One of the bed and breakfasts we were fortunate to see was Hever Castle. This...
Hi, I'm Johnny Monsarrat.
I’ve always enjoyed traveling, ever since I was young. When I was a child my parents took me to a wide variety of European countries, but I had never visited the United Kingdom or Ireland. Residents of the UK and Ireland speak English. Those are the easiest countries for an American to visit! So when I planned a vacation for summer 1999, that was the destination I chose.
Planning the trip took some thought. I didn’t want to be stuck following a guide around and only seeing what someone else decided a tourist should see. My favorite way to travel is to rent a car and be free to go wherever I like. That leaves me open to serendipity and to going off the beaten path, avoiding tourist destinations when I feel like just exploring. I’m not locked into tour groups or schedules imposed by anyone else. I can just make my own way through the place I’m visiting and meet people who don’t make their living catering to tourists.
In my opinion, that's the best way to get a real experience, meeting "real people" outside the tourist industry and understanding a culture at its roots.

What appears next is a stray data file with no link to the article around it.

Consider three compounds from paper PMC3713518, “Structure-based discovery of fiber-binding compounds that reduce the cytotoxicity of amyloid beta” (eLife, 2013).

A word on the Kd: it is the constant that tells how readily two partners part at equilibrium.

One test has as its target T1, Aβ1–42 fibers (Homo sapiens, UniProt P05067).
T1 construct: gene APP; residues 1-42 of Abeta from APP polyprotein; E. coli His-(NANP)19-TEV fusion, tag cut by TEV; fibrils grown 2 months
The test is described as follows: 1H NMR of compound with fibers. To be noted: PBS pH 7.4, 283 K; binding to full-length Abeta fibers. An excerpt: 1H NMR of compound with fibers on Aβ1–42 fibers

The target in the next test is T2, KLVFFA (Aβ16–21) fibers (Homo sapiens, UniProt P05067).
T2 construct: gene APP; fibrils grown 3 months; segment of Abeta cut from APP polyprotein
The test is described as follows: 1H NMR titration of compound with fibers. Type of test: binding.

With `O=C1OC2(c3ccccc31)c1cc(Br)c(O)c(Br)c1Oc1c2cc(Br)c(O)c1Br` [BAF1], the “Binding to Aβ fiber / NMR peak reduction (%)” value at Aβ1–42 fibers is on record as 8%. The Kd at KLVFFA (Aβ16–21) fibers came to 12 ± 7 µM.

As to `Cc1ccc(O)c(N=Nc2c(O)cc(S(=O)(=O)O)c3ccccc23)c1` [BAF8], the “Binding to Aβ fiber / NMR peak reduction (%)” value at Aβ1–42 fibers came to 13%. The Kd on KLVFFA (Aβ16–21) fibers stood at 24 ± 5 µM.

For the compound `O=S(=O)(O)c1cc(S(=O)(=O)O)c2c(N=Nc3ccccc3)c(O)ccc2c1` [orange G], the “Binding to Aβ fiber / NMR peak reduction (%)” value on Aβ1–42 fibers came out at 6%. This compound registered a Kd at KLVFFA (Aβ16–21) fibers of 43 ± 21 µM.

My girlfriend Amy and I went off to England, Scotland and Ireland for three weeks during the summer of 1999. It was my first real vacation in a while! Relaxing and idyllic, the UK trip was a good combination of cultural experience and pure leisure, from the bustling city of London to the remote Scottish mountains. I returned at the end of the trip glad I’d taken the time to visit this part of the world.
Our first stop was London, where we visited some of the spots most frequented by tourists, like the British Museum. While it was fascinating to see sights I’d only encountered before on TV, I wanted more of a taste of the real UK.
After a bit of time in the city and visiting some of the castles in the area, we drove up through York and past Hadrian's Wall to eastern Scotland. Full to the brim with visiting all the castles we’d seen, we decided to explore some of the the dozens of small stone circles in the area. We ended up hiking in the Scottish highlands. This was the high point for me, literally and figuratively. We also spent time in southwest Ireland, where the natural beauty was unfortunately obscured by mobs of tourists.
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